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Public conversation about menstruation has changed dramatically since the days of women isolating themselves for a week out of every month. How we talk about and handle menses are very different today than it was even a decade ago. That’s a good thing. Normalizing menstruation opens the conversation to how people can address taking care of this very natural occurrence.

Dr. Garritano and Christina note that, as with everything in the human body, menstruation looks and feels different for everyone, so there is no one best way to care for this monthly happening. Her Wellness is here to explain that today, menstruation can be handled using a variety of products to best suit your lifestyle, flow, and comfort.

Single-use products

Single use products are items such as tampons and sanitary pads or napkins. Their convenience has kept them leaders in the market for many decades.


Pros: Because tampons are inserted into your vagina, they help avoid rashes on your genital areas. You can keep a tampon inserted for six to eight hours, depending upon flow. Many people use tampons every day of their period. For people who swim, tampons are a very good option. Many people use them during exercise such as running or strength training and yoga as a tampon will generally not move out of place during strenuous or large movements.

Cons: There is a small risk of developing Toxic Shock Syndrome (TSS) because of the chemicals used in creating the products when a tampon is left in place too long. You do have to be mindful of changing the tampon every six to eight hours to avoid TSS.


Pros: Sanitary napkins or pads are a good option for people who are not comfortable with inserting a product inside of them, and they are the go-to product to use after childbirth, when inserting a tampon is not recommended.

Cons: Similar to tampons, pads do have chemicals that can produce an odor if worn for too long. They also may move out of place, causing leakage on your clothes. Depending on the size of the pad, it may also feel bulky and uncomfortable. In some cases, they can cause skin irritation.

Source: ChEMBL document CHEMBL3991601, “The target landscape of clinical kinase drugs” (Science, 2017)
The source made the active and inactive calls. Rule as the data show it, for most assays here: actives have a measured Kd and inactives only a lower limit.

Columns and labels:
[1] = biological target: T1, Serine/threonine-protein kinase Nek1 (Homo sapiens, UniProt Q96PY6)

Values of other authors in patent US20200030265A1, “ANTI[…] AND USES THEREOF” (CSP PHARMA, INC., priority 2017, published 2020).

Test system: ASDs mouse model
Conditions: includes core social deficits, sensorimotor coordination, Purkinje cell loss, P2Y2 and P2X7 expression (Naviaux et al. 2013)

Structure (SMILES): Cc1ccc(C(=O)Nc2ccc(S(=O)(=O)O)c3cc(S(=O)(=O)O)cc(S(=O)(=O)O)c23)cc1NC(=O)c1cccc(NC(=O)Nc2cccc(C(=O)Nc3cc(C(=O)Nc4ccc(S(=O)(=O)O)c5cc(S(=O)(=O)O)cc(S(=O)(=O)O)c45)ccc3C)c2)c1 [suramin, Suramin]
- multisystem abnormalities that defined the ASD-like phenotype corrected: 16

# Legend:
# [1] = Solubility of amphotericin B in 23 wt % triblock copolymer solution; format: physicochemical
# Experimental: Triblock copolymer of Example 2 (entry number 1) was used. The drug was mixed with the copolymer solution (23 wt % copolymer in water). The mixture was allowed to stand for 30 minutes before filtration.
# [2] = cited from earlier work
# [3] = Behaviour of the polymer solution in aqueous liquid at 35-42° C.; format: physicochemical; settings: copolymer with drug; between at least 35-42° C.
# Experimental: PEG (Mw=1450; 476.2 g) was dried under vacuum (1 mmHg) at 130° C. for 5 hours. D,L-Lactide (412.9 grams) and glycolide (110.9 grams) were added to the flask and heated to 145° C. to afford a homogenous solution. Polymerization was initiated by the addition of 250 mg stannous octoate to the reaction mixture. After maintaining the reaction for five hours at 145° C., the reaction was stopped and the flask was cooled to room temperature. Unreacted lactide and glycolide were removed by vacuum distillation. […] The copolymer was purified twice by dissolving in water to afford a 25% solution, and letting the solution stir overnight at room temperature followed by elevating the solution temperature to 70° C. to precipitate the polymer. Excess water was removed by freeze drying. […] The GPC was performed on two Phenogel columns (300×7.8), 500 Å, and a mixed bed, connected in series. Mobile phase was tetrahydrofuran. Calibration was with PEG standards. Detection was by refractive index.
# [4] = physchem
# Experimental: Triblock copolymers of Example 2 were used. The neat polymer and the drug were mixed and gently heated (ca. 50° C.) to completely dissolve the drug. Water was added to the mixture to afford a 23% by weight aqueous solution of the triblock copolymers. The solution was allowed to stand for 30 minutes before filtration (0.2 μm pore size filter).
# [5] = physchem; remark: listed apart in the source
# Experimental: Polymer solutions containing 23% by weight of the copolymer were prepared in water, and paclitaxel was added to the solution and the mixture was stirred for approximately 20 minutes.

Reusable Products

Many people are increasingly concerned about waste and sustainability and for them, single-use products are just not the answer. Reusable items are gaining popularity, with the benefit of reducing waste and their absence of chemicals. Certain brands of products require a higher upfront cost, but rewards you with financial savings for the long-term. Also, because these are not “one and done” products, there is an extra step of upkeep required.

Menstrual Cups

Pros: Menstrual cups give you the same freedom that tampons do, but with a lower risk of TSS, as cups are made from rubber or silicone. Menstrual cups can be work for up to 12 hours at a time and can have a lifespan of to 10 years with proper care.

Cons: It also may take some practice to insert the cup properly; using a menstrual cup should not be painful or uncomfortable. You must wash your hands and the cup thoroughly before use to prevent infections. Menstrual cups may cause vaginal irritation if inserted dry, so it is recommended to use a water-based lubrication to help with insertion. There are also different sizes of menstrual cups, so ask Christina or Dr. Garritano how to determine which size will be right for you.

Period Underwear

Pros: The feel of period underwear is similar to wearing a bathing suit bottom; it wicks away moisture and absorbs the blood from your period. It does not have any extra bulk that is often associated with pads and does not produce an odor due to the lack of chemicals used. These items can be used during workouts or during times of incontinence.

Cons: These items are a larger upfront cost, but you do save money long term. These items need to be changed every 8 to 12 hours depending on flow, and should be rinsed in cold water when you take them off and then washed and rinsed thoroughly.

Reusable Pads

Pros: These items combine the best of period underwear and disposable pads. They are convenient to carry in case of emergencies, wick away moisture, and reduce waste. They are also one of the reusable products that are becoming more commonly available in stores at a reasonable price.

Cons: These items may share the best qualities of disposable pads, but they also share the cons. These items still carry some bulk and reviews report that they don’t stay put. This means that there is a greater chance of leakage and of product movement.

Still not sure what product is best for you? Call Her Wellness at 203-409-2539 to talk to Dr. Garritano or Christina. They are here to help.

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